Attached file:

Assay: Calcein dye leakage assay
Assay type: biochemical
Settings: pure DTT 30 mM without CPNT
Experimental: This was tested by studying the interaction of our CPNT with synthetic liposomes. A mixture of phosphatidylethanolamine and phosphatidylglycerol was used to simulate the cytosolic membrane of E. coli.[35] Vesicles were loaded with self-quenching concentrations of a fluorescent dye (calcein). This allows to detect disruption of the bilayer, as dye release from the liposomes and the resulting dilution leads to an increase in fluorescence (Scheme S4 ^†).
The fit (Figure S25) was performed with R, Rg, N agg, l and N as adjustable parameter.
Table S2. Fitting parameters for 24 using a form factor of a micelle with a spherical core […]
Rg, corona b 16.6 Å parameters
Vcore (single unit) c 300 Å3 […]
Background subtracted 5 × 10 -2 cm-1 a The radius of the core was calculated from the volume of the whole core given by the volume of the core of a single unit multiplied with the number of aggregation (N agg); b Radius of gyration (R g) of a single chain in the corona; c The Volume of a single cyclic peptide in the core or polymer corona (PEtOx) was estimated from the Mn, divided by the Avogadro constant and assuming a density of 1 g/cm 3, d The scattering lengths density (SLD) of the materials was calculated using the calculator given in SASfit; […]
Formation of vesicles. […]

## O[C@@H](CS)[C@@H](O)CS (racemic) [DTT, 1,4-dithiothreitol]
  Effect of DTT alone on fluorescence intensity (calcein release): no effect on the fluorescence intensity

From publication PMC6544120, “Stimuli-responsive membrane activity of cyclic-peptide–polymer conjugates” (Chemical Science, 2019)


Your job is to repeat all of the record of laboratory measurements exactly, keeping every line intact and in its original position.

Assay: Calcein dye leakage assay
Assay type: biochemical
Settings: pure DTT 30 mM without CPNT
Experimental: This was tested by studying the interaction of our CPNT with synthetic liposomes. A mixture of phosphatidylethanolamine and phosphatidylglycerol was used to simulate the cytosolic membrane of E. coli.[35] Vesicles were loaded with self-quenching concentrations of a fluorescent dye (calcein). This allows to detect disruption of the bilayer, as dye release from the liposomes and the resulting dilution leads to an increase in fluorescence (Scheme S4 ^†).
The fit (Figure S25) was performed with R, Rg, N agg, l and N as adjustable parameter.
Table S2. Fitting parameters for 24 using a form factor of a micelle with a spherical core […]
Rg, corona b 16.6 Å parameters
Vcore (single unit) c 300 Å3 […]
Background subtracted 5 × 10 -2 cm-1 a The radius of the core was calculated from the volume of the whole core given by the volume of the core of a single unit multiplied with the number of aggregation (N agg); b Radius of gyration (R g) of a single chain in the corona; c The Volume of a single cyclic peptide in the core or polymer corona (PEtOx) was estimated from the Mn, divided by the Avogadro constant and assuming a density of 1 g/cm 3, d The scattering lengths density (SLD) of the materials was calculated using the calculator given in SASfit; […]
Formation of vesicles. […]

## O[C@@H](CS)[C@@H](O)CS (racemic) [DTT, 1,4-dithiothreitol]
  Effect of DTT alone on fluorescence intensity (calcein release): no effect on the fluorescence intensity

From publication PMC6544120, “Stimuli-responsive membrane activity of cyclic-peptide–polymer conjugates” (Chemical Science, 2019)